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Life! Death! Prizes! Ben Graham , November 15th, 2010 08:13

Where does post-punk end and indie begin? Historically, I guess, somewhere around 1983-84. But as far as describing current bands go, it seems to me that post-punk infers what indie used to mean: primarily guitar-based music that is nevertheless innovative and experimental, and independent from the mainstream. Using the phrase "post-punk" is just another way of saying "indie" without having the person you're talking to walk swiftly away with their hands clamped over their ears. Because indie, actually, has become devalued; a weak thing, a generic term for boring guitar bands on major labels, or their crapper counterparts who just wish they were on a major label, selling their songs for adverts and ringtones, and filling arenas with club-footed, boozy bombast and whiny, insincere love songs. Or middle-class mummy's boys, making middle-of-the-road mumblings with mandolins and maudlin beards, for Jools Holland and Jeremy Vine to patronise and just as soon forget.

It wasn't always like this. And Shrag- an acronym for Sussex Heights Roving Artists Group, dontcha know, referring to the crappy Brighton block of flats where several members once resided- make proper indie of the sort that once made you proud to sport a bowlcut and a Razorcuts badge on your duffel coat. Songs about real life, told with the comic-serious passion of an adolescence never outgrown, if growing up means fitting in and giving up; scorning rock n' roll clichés, in language, licks and attitude; playing to the best of their ability but making use of their limitations; loving noise, but chasing melody and bittersweet emotional expression; direct and unpretentious, but experimental and allusive, poetic; no self-indulgence, no self-aggrandisement; just ordinary misfits, everyday artists, bolshy, laughing, friendly, inclusive, angry, but above all, independent: going their own way, following their own path, self-sufficient, not really caring what you, I or anyone else thinks, and certainly not trying to ruin all of this by making it into some kind of a career.

Made up of five veritable veterans of the south coast DIY scene (musicians, DJs, promoters, fanzine floggers), Shrag's progression over the six years since they formed has been characteristically random and lackadaisical. A limited edition single here, a Marc Riley session there, touring with The Cribs and The Pains of Being Pure at Heart; winning over friends and followers every step of the way, but more likely to have a hand-drawn map with crosses marking the nearest off-licenses and charity shops than a plan for world domination. So it's no surprise that this debut album proper has been a long time coming, or that it shows notable signs of development from their previous self-titled singles compilation. The grinning impact of shouty pop rants like 'Talk to the Left' and 'Mark E Smith' has given way to a somewhat more ambiguous lyrical bent, and more sustainable musical constructions, imbued with a degree of subtlety and sophistication, even. Their foundations are solidified by new drummer Andy Pyne, whose musical chops are- and I'm sure they'd be the first to admit this- several cuts above the rest of the band (he also plays, in utterly different style, in avant-garde experimentalists Medicine and Duty, alongside Teeth of the Sea's Mat Colegate).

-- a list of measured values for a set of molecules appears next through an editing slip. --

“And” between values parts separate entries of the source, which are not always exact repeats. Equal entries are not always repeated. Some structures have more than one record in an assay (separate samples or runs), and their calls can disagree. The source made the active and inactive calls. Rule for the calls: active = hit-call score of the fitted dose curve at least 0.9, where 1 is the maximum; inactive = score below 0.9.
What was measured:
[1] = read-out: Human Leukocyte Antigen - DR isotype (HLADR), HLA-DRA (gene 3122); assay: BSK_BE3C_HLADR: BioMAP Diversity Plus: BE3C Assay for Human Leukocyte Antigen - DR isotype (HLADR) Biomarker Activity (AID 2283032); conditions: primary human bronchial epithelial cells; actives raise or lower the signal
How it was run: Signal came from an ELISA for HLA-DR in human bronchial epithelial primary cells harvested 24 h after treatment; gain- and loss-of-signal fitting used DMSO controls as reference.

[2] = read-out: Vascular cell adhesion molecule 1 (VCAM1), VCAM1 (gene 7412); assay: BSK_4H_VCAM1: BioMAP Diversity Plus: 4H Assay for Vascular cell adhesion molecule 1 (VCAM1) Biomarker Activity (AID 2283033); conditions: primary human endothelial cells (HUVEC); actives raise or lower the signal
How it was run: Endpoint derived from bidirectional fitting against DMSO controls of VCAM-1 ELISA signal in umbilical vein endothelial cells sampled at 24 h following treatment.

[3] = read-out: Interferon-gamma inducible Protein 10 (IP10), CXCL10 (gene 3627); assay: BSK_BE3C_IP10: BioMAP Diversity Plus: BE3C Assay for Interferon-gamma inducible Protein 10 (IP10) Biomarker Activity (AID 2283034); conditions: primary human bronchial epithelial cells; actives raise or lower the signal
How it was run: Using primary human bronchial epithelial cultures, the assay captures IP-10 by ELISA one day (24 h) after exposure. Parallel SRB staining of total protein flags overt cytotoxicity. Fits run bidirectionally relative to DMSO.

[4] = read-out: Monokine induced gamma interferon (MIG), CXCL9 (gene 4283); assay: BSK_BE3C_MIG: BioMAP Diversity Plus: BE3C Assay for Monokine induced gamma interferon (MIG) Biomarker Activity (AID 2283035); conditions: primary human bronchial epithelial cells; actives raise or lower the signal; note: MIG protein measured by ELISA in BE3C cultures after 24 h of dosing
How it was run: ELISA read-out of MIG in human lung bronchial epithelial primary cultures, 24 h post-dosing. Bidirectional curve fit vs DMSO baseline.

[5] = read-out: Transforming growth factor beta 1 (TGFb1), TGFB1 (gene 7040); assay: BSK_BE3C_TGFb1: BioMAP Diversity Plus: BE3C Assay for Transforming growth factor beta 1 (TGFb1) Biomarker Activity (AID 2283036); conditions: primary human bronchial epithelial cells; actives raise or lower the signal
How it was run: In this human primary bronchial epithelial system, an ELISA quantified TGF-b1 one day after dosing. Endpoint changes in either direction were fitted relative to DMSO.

For sure, there's a muscularity and drive to opener 'A Certain Violence' that makes nonsense of accusations that Shrag are somehow "twee". If anything, it's closer to the twisted, menacing pop of Brix-era Fall, with Helen King's butter-knife vocals mingling with Steph Goodman's strident yelping, Russell Warrior's elastic bass throb and Bob Brown's wall of jangling guitars. 'Stubborn or Bust' adds more melodic light and shade, while harking back to the Bis-like quality of their earlier releases, but 'Their Stats' is the first number that really makes you sit up and take notice. It's a poignant bedsit ballad of resigned rebellion, of the kind patented long ago by Dan Treacy's TV Personalities, but with a uniquely female perspective: "standing outside in your ugly shoes…. their stats mean nothing for us." When the guitars scrape and grind on the chorus it's more like the unshaven lurch of early Pavement, yet evoking rainy British shopping precincts rather than malls and 7-11s. It's a bit of a classic.

The quality continues through the album's mid-section, as Helen and Bob duet on the plaintive, keyboard-driven 'Tights in August,' and Andy makes his presence felt on 'Ghosts before Breakfast,' a dub-funk-disco number haunted by spectral guitars and wailing synths. The intense, kitchen-sink surrealism of 'The Habit Creep' is another stand-out, its deadpan spoken verses over an unravelling bass and organ patchwork recalling pre-fame Pulp, before 'Rabbit Kids' kicks in with a Motown beat, clanging guitars and another desperate outsider anthem.

The gin-blurred waltz of 'Furnishings' is the high point of side two's fuzzed-up rush back to indie's golden age, and the final orchestrations of 'Coda,' which sounds like some hazy dream mixing up late-period Felt with Tallulah Gosh, looking out at the blurred lights on the horizon, promising yourself that "next year will be better."

Shrag make music for those who rarely get life's prizes; the lonely ones with the wrong kind of intelligence, the wrong kind of aesthetic, who lack the conventional ambition and aggression to get on. It's post-punk. It's indie. It's Shrag. You might just like it.